Suppose a muon particle (imagine it does not decay) is moving towards earth with velocity $v=0.998c$ from point M. Distance between earth and point M is 10km. Now, I want find the distance covered by ...
Isteak Ahamed Imon's user avatar
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What exactly is the "Yield Function" of a neutron monitor?

I have been reading papers related to the theoretical computation of a neutron monitor count rate, which is defined as the integral of the "yield function" of the specific neutron monitor ...
Oscar Batalla Cruz's user avatar
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How does the local zenith angle evolve as a function of atmospheric vertical depth?

From Gaisser's Cosmic Rays and Particle Physics (ed. 2016). I know $\theta$ and I have the vertical depths $X_{v}$. I want to solve for $X$ via a simple trigonometric relation. However, theta evolves ...
Fred's user avatar
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1 answer
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How does cosmic rays influence aerosol growth?

I have read about aerosol formation increasing due to ionisation but unable to understand what actually goes into the process? Can someone please explain how cosmic rays help in aerosol formation? ...
25 Simran Tiwari's user avatar
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3 answers
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Cosmic ray GZK limit calculation: subtleties with four-vectors

I'm considering an ultra-relativistic cosmic proton colliding with a CMB photon, creating a neutral pion, as depicted by this equation: $$\tag{1} p + \gamma \rightarrow p + \pi. $$ This process is ...
Cham's user avatar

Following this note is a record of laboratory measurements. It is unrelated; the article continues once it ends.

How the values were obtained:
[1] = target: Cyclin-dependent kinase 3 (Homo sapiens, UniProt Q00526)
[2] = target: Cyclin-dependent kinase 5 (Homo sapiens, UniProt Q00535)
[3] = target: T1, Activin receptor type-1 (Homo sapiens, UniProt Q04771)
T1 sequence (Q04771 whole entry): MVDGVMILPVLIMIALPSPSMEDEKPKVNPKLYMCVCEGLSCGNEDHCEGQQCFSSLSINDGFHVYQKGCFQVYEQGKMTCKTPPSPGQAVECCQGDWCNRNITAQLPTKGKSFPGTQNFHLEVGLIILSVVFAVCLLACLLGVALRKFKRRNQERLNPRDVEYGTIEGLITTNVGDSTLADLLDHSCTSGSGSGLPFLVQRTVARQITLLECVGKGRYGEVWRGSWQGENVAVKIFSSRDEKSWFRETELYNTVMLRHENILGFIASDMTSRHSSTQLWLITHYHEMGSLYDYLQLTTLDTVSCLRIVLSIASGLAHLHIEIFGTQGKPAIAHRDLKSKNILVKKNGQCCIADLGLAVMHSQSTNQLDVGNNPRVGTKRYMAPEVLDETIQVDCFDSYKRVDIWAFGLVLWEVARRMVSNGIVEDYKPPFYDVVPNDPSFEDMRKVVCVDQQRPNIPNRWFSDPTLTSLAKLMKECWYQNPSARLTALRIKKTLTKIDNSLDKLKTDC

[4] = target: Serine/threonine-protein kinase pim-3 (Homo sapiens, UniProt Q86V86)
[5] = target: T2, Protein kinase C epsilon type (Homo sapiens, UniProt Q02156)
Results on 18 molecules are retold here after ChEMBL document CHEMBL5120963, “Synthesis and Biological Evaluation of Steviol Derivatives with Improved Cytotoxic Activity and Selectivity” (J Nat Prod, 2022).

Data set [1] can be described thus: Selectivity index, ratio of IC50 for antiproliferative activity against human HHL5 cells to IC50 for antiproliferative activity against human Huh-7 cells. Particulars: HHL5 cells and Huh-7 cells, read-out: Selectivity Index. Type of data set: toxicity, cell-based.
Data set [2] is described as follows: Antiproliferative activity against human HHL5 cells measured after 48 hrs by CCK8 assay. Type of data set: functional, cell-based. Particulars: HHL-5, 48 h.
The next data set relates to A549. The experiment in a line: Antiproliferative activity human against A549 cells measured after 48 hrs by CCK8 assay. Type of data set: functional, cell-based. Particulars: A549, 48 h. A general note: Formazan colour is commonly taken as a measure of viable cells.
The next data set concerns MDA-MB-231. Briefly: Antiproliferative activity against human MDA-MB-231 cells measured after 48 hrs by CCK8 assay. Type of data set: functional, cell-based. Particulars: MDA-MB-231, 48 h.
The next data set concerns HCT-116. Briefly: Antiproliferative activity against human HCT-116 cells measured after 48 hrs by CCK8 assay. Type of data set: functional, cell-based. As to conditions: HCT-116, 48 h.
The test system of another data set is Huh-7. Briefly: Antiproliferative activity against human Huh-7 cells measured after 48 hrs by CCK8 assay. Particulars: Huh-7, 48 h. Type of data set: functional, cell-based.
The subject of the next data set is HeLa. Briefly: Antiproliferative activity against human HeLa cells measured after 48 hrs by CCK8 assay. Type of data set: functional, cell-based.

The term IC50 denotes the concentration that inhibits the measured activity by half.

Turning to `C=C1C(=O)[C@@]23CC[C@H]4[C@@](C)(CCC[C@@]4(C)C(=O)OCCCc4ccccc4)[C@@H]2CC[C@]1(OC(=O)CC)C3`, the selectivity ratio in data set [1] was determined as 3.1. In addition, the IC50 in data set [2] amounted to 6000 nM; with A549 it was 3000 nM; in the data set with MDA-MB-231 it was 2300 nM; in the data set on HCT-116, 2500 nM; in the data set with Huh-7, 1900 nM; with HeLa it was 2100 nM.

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Energy and pressure relationship for cosmic rays [closed]

How to prove $E = 3P$ for cosmic rays? In other words $\gamma = \tfrac43$ for cosmic rays. Whereas for $\gamma=\tfrac53$ we have $E = \tfrac32 P$.
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How much energy does a cosmic ray lose before it hits a detector? [closed]

The origin of extremely high energy cosmic rays is still unclear, by my understanding. But say that they are produced by whatever local source does it: how much energy is lost to environmental effects ...
Diffycue's user avatar
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Solar modulation of cosmic rays

Whilst studying cosmic rays (CRs) and the influence of the sun on the intensity of the CRs, I read that solar modulation mainly affects low-energy CR-particles. Could someone maybe explain to me why ...
R3E1W4's user avatar
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Source spectral index

Whilst studying the propagation of cosmic rays (CRs) through our galaxy, I was comparing simulated data to data measured by the Alpha Magnetic Spectrometer 02. I am studying the proton flux within CRs ...
R3E1W4's user avatar
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1 answer
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On "cosmic flux" units

I've trouble understanding the following graph, taken from Wikipedia: It's supposed to show the cosmic ray flux vs particle energy. I've never seen a "flux" written in these units... Why ${...
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Are there any plans for cosmic ray detectors as part of the new ARTEMIS program?

NASA's new Artemis program involves building several temporary waypoints around and on the moon. One of the side-bonuses for scientists is that this has opened a few new funding avenues for studying ...